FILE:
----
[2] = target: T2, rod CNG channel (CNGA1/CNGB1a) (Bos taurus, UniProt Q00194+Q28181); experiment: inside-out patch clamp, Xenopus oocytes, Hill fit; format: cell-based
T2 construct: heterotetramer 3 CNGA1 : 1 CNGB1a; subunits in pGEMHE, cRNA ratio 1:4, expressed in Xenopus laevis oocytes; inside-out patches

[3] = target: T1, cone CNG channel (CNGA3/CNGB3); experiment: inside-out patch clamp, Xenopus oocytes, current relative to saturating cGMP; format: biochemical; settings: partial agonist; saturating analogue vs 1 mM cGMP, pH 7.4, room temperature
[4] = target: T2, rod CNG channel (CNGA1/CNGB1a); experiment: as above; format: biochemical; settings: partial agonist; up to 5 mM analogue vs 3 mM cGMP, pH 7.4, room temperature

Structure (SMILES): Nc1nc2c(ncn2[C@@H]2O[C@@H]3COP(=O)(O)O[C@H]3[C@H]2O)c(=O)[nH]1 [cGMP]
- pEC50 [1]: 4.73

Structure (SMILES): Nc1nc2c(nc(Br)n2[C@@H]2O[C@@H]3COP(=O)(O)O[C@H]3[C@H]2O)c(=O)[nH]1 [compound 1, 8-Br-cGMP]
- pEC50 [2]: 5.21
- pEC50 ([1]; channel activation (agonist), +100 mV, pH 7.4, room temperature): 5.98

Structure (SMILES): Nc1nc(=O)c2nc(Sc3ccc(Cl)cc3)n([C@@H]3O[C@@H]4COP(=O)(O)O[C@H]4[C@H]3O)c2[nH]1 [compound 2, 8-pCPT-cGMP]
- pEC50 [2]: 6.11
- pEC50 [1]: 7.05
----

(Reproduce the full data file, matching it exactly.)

[2] = target: T2, rod CNG channel (CNGA1/CNGB1a) (Bos taurus, UniProt Q00194+Q28181); experiment: inside-out patch clamp, Xenopus oocytes, Hill fit; format: cell-based
T2 construct: heterotetramer 3 CNGA1 : 1 CNGB1a; subunits in pGEMHE, cRNA ratio 1:4, expressed in Xenopus laevis oocytes; inside-out patches

[3] = target: T1, cone CNG channel (CNGA3/CNGB3); experiment: inside-out patch clamp, Xenopus oocytes, current relative to saturating cGMP; format: biochemical; settings: partial agonist; saturating analogue vs 1 mM cGMP, pH 7.4, room temperature
[4] = target: T2, rod CNG channel (CNGA1/CNGB1a); experiment: as above; format: biochemical; settings: partial agonist; up to 5 mM analogue vs 3 mM cGMP, pH 7.4, room temperature

Structure (SMILES): Nc1nc2c(ncn2[C@@H]2O[C@@H]3COP(=O)(O)O[C@H]3[C@H]2O)c(=O)[nH]1 [cGMP]
- pEC50 [1]: 4.73

Structure (SMILES): Nc1nc2c(nc(Br)n2[C@@H]2O[C@@H]3COP(=O)(O)O[C@H]3[C@H]2O)c(=O)[nH]1 [compound 1, 8-Br-cGMP]
- pEC50 [2]: 5.21
- pEC50 ([1]; channel activation (agonist), +100 mV, pH 7.4, room temperature): 5.98

Structure (SMILES): Nc1nc(=O)c2nc(Sc3ccc(Cl)cc3)n([C@@H]3O[C@@H]4COP(=O)(O)O[C@H]4[C@H]3O)c2[nH]1 [compound 2, 8-pCPT-cGMP]
- pEC50 [2]: 6.11
- pEC50 [1]: 7.05